“I’m singing in the rain
Just singing in the rain
What a glorious feelin’
I’m happy again…”
Gene Kelly and his Singin’ in the Rain makes you feel toe tappingly bright, doesn’t it?
I often look forward to a rainy day Saturday.
A longer morning, a movie afternoon or a wander where we duck and weave amongst the puddles, is very often the case in London.
I have become accustomed to the English drizzle, the soft falling rain that is enough to warrant wet weather gear yet not heavy enough to prevent getting outside. In London it pays to be prepared for the rain with a wardrobe of raincoats including the heavy, the thin, the casual and the dressy. An umbrella like my lipstick is always in the handbag. A blue-sky day, big, bright and shiny can change in a matter of moments.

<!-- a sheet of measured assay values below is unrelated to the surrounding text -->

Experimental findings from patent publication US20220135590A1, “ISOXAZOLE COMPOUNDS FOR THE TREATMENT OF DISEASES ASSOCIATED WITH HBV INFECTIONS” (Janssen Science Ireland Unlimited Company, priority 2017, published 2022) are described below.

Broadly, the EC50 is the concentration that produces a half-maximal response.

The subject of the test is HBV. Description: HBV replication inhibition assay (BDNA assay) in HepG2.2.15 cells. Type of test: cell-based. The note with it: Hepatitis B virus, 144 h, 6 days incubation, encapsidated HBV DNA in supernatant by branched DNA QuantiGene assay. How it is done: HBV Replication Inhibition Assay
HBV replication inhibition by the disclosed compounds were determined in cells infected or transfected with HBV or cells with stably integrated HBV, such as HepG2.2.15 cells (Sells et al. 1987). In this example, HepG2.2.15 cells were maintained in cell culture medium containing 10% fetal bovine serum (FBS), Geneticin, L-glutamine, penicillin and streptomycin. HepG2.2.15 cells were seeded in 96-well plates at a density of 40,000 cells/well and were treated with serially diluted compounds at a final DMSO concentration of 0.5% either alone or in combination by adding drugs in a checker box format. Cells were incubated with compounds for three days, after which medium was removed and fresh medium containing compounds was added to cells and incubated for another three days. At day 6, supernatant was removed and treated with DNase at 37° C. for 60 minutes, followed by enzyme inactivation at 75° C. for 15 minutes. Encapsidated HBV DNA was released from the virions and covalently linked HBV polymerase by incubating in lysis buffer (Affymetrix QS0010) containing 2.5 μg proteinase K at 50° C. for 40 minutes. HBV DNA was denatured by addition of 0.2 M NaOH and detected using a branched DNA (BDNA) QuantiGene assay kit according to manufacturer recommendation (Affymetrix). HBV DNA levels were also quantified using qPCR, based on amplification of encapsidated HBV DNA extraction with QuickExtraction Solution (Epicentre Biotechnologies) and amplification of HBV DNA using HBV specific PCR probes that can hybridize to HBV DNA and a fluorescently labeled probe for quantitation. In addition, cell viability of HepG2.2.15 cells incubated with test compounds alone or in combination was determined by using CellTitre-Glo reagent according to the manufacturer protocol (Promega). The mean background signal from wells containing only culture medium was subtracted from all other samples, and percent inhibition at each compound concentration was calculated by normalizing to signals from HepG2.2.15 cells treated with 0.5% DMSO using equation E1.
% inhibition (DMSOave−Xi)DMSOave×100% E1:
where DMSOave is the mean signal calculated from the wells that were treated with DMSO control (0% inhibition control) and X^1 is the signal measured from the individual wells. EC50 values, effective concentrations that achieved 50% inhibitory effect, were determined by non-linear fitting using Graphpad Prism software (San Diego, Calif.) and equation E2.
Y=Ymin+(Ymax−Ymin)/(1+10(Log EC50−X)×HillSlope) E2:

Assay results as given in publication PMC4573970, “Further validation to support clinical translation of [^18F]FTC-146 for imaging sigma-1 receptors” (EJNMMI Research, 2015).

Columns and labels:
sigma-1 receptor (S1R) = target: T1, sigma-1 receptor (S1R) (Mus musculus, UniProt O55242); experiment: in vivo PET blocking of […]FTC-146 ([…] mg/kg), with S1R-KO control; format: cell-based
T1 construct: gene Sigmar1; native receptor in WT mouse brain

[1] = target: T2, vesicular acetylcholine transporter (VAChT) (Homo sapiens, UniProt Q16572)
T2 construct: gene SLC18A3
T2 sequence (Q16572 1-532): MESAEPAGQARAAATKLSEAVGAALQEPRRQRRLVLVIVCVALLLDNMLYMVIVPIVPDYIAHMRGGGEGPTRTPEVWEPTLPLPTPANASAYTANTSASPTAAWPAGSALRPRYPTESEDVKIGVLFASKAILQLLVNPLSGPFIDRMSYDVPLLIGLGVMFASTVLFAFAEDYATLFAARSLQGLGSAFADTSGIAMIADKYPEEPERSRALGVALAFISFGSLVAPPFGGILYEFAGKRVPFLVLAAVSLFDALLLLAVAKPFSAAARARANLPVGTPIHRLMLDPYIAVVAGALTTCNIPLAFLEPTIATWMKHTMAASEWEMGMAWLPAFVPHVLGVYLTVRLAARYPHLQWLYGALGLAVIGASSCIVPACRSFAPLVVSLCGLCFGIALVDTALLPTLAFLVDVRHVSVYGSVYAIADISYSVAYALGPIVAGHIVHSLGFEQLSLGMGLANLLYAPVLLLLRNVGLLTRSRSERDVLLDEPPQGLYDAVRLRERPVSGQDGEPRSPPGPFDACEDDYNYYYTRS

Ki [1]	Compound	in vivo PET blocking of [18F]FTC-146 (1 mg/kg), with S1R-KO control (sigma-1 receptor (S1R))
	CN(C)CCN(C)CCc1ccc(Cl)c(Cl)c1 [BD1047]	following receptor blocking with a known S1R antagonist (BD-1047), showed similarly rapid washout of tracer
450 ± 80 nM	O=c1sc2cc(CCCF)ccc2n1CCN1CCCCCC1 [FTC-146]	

In Provence, the elements laugh at the idea of drizzle. Provence means business and they call a storm a storm. There is a solid reason for the expression, “braving the elements’; in Provence when it rains, it pours and 30 seconds outside means a thorough drenching. Those are stay at home days.
What to wear in the rain is the style challenge.
Moisture means a struggle with not only the inclement weather but also the hair. Rainy days are bad hair days for me; they will always be that way. A ponytail, a hat and another blow dry are the only solutions.
Then there is the raincoat.
As cute as the all yellow numbers are I am happier in a more subdued style of wet weather gear. This grosgrain-trimmed raincoat is a fabulous find and one of those pieces that should be in the suitcase packed and ready for the next trip. Oftentimes the trench is not waterproof enough, too formal or doesn’t deserve such an unfriendly blast from the elements.
And the boots.
Wellingtons and England go hand in hand. They are pretty cute at anytime for singing in the rain. xv
Singing In The Rain
image from singin’in the rain